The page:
What is a LipiFlow® procedure?

Written by: Mr Myer Mark Yodaiken
Edited by: Cameron Gibson-Watt

LipiFlow® is a treatment device designed to apply heat to the meibmomian glands to relieve dry eyes. This heat therapy helps to melt the contents of the gland to relieve blockages and allow a better flow of lipid around the eye. We asked ophthalmologist, Mr Myer Yodaiken to explain this procedure in a little more detail.


Close up of a young man's hazel eye


Who needs this treatment?

This is specifically design to unblock the meibmomian glands for people with dry eye disease. This disease is becoming increasingly common and this procedure helps relieve symptoms.


It’s also useful for people who suffer from blepharitis – a condition which causes red, swollen and itchy eyelids.



What does the LipiFlow® procedure involve?

There is an eyepiece called the LipiFlow® Activator which is placed under the upper and lower eyelid. The eyepiece is shaped so that contact with the cornea is prevented.


The eye piece is fitted and then all you need to do is lie down on the treatment chair and wait approximately 12 minutes.


The treatment applies continuous and controlled heat to the inner surface of the eyelid, but at the same time, protecting the eye with an insulated shield. Applying pressure also enables the obstructed gland to release secretion and improve the lipid layer.


In a clinical study, around 32 per cent of patients reported no discomfort and 48 per cent of patients said they were aware of some pressure but didn’t experience any pain.



Are home therapies as effective?

Heat therapies used at home, such as hot flannels, heated bean bags, dry bags etcetera, can reduce symptoms, but have their limitations:


  • They don’t maintain their temperature and cool down too quickly to have a proper effect.
  • The heat can only be applied to the outer eyelid, thus isn’t targeting the correct area where the glands are.
  • The eyelid tissue itself has insulating properties which reduces the effect.



Is LipiFlow® safe?

Yes, LipiFlow® is safe. It’s a non-invasive procedure and would be safe even in normal patients.



How long does LipiFlow® last? 

LipiFlow® treatment can last a long time. Some patients have lasting relief from just one treatment, however most patients, especially those who have a chronic disease, may need a top up treatment to boost the initial treatment.


The evaluation and decision to retreat takes place after one year. Not all patients need treatment but many do.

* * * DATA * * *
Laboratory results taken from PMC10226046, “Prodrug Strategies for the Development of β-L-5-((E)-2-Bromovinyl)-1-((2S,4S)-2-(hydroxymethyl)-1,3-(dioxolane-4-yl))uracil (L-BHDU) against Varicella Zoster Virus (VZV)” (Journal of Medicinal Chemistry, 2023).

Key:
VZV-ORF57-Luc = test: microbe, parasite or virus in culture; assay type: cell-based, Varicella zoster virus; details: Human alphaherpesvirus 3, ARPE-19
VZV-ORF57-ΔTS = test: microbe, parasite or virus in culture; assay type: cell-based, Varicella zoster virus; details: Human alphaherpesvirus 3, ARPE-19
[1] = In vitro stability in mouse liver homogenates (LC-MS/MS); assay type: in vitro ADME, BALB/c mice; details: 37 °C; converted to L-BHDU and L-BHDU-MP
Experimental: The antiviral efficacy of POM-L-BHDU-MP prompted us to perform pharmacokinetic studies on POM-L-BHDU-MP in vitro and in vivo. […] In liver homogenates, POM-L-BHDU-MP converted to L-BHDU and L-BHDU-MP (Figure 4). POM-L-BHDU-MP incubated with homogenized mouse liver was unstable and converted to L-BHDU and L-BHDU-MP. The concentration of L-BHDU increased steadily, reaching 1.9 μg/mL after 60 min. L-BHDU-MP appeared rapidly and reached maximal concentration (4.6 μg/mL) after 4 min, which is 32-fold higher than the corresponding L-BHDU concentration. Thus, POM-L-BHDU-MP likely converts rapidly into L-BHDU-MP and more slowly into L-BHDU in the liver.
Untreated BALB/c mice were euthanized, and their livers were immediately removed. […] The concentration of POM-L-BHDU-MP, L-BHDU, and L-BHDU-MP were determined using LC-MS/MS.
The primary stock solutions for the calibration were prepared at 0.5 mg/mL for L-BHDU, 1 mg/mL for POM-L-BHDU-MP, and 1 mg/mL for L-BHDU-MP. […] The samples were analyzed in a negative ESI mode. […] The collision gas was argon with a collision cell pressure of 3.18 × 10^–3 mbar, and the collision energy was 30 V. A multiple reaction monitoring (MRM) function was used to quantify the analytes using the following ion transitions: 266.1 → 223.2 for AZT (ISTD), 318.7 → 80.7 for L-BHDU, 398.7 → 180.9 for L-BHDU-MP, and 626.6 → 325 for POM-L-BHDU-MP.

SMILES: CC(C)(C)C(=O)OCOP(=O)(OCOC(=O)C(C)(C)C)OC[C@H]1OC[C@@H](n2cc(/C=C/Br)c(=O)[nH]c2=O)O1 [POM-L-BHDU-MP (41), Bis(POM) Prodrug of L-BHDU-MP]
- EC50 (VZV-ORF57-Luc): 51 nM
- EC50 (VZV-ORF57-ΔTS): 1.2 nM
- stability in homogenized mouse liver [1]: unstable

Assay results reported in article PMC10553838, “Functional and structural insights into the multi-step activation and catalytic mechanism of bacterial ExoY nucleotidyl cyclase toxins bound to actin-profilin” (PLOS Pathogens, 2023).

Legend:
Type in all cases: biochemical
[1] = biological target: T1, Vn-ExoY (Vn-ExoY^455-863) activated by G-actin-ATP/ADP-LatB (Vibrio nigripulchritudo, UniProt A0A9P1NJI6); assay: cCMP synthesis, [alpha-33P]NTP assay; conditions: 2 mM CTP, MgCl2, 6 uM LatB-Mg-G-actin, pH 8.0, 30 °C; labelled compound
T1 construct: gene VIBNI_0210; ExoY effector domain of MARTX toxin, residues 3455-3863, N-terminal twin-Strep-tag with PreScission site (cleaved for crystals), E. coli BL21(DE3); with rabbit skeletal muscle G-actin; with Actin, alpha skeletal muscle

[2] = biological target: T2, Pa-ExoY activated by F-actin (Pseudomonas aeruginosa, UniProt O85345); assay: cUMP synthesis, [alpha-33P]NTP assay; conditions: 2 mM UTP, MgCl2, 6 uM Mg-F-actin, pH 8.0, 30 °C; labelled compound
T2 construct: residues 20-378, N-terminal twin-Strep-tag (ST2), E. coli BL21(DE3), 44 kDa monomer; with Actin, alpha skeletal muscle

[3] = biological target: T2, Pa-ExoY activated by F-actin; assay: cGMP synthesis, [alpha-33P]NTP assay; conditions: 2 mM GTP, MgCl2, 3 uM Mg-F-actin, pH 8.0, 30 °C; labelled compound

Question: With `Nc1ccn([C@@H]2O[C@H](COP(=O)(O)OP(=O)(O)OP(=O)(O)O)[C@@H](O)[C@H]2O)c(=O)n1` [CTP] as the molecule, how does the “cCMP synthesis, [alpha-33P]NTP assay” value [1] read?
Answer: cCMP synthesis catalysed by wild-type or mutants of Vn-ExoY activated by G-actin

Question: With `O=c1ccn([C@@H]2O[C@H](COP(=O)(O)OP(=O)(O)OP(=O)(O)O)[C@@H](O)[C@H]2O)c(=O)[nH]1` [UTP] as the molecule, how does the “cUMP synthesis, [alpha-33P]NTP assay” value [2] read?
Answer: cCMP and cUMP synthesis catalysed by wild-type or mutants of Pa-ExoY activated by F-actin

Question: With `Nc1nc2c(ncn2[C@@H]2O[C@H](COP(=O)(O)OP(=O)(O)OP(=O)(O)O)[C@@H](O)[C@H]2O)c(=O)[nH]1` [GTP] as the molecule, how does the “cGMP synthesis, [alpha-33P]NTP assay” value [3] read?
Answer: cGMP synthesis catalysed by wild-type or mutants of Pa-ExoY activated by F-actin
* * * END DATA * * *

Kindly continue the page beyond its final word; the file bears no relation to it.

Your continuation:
How do results from LipiFlow® compare to similar blepharitis treatments?

In my opinion, this procedure is better than similar treatments. Heat therapy can help to melt the contents of the gland to alleviate the blockage and allow a better flow of lipid to be produced.


Many of you may have tried some of the heat therapies available for home use, for example hot flannels, eye bags, heated bean bags, etc. These certainly can be of help but like I previously mentioned, there are limitations to their effectiveness. Fortunately now, with the development of LipiFlow®, these limitations have been addressed.



If you feel like you need this treatment or would like to discuss with a specialist, visit Mr Myer Yodaiken’s profile and book an appointment with him online.

By Mr Myer Mark Yodaiken

Mr Myer Mark Yodaiken is an experienced consultant ophthalmologist based in London and Manchester. He specialises in the treatment of dry eyes, age-related macular degeneration (AMD), and glaucoma, as well as being an expert on meibomian gland disease (a type of blepharitis). His interest in dry eyes led him to open a specialist clinic - The Dry Eye Clinic Manchester, where he provides expert treatment to patients suffering from dry eyes and blepharitis.

Mr Yodaiken qualified from the University of the Witwatersrand in South Africa, going on to complete specialist training as an ophthalmologist. He later moved to the United Kingdom, completing fellowships in anterior segment surgery and age-related macular degeneration. He is a member of a number of esteemed ophthalmology associations, including the Royal College of Ophthalmologists, the American Academy of Ophthalmology, and the European Society of Cataract and Refractive Surgeons.

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